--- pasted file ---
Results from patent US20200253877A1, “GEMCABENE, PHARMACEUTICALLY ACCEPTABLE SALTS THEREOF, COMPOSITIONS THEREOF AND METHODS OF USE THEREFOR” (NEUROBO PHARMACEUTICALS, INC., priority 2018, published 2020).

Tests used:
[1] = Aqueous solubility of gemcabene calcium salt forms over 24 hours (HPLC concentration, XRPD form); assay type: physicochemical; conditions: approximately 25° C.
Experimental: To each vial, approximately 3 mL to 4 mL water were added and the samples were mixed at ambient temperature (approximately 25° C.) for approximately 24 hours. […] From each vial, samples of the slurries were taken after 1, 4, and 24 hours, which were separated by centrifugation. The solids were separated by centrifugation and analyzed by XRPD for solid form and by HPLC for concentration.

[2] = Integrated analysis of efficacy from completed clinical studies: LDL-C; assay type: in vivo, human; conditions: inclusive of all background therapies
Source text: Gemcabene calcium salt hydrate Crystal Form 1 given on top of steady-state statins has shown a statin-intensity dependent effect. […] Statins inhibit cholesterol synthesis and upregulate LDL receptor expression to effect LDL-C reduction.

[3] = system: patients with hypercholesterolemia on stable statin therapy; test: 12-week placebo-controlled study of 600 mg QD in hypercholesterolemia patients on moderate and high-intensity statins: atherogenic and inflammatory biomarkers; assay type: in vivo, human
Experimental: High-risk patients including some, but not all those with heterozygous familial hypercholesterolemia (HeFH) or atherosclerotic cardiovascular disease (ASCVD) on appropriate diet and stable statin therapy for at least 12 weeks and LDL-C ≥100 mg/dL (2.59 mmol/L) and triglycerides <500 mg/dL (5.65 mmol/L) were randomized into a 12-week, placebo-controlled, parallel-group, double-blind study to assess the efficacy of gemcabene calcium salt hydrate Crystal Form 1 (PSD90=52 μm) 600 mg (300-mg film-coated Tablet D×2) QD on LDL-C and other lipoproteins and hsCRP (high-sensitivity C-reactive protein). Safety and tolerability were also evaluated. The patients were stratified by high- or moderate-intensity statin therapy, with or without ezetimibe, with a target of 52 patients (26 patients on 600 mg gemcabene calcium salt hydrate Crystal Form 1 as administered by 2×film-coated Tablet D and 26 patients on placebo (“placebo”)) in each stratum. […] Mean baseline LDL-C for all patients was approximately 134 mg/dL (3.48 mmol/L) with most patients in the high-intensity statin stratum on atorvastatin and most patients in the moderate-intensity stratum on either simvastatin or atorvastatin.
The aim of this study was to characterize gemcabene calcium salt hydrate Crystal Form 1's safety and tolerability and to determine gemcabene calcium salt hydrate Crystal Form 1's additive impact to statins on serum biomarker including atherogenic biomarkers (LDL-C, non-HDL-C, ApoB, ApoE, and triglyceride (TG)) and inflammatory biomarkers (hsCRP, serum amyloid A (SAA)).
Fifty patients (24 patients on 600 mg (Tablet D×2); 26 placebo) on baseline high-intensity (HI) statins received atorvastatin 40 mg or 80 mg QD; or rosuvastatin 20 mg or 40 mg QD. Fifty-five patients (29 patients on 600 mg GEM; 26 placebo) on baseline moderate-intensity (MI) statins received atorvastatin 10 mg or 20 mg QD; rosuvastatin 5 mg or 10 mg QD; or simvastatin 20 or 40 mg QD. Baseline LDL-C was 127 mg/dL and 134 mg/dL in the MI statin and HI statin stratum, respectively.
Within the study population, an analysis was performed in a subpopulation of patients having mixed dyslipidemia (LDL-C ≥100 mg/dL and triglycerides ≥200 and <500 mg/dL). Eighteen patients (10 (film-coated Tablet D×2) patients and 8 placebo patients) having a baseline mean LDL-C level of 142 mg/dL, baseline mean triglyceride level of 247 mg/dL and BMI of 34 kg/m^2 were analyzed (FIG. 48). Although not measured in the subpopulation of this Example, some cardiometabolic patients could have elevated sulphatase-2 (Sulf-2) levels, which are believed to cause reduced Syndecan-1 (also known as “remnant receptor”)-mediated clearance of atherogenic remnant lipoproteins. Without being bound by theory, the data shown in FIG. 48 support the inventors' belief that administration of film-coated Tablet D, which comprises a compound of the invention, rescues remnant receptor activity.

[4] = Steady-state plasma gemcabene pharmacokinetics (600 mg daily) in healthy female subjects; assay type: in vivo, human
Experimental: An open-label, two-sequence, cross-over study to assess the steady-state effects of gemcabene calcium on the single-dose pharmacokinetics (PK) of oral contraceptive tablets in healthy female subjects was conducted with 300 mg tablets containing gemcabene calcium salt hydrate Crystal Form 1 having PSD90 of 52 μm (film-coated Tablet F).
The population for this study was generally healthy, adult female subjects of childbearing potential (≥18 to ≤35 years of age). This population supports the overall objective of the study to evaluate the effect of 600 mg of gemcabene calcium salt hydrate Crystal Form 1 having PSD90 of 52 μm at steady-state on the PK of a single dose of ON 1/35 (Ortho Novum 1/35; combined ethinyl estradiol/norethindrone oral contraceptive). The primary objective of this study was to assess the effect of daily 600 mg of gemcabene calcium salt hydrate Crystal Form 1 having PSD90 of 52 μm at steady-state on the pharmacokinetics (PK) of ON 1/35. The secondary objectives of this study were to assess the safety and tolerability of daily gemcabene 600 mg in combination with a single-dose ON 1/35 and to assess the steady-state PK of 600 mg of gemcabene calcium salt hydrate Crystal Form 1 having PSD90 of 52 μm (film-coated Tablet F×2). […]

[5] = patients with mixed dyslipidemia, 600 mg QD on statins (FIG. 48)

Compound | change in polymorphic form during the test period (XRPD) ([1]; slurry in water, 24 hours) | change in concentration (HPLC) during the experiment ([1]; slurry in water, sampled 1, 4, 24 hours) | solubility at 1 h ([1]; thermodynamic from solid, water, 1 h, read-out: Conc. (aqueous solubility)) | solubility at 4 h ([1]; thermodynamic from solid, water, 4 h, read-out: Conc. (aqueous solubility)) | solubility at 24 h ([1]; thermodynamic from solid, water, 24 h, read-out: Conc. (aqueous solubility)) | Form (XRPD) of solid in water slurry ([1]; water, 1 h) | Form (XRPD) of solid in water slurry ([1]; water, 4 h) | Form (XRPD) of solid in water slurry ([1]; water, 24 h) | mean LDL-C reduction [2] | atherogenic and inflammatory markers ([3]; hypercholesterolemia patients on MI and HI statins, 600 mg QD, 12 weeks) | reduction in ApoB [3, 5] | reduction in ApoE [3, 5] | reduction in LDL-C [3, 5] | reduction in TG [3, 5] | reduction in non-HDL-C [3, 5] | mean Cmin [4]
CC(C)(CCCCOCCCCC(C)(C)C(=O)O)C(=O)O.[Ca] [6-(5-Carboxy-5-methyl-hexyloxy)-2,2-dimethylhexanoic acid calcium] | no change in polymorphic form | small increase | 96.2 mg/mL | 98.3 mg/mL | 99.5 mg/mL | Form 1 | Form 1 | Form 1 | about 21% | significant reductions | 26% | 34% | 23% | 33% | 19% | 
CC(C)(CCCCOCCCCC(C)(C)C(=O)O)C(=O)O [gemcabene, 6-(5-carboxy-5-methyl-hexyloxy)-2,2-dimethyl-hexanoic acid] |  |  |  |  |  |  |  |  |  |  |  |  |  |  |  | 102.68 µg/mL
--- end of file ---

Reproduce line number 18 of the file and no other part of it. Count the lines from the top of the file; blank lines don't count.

CC(C)(CCCCOCCCCC(C)(C)C(=O)O)C(=O)O [gemcabene, 6-(5-carboxy-5-methyl-hexyloxy)-2,2-dimethyl-hexanoic acid] |  |  |  |  |  |  |  |  |  |  |  |  |  |  |  | 102.68 µg/mL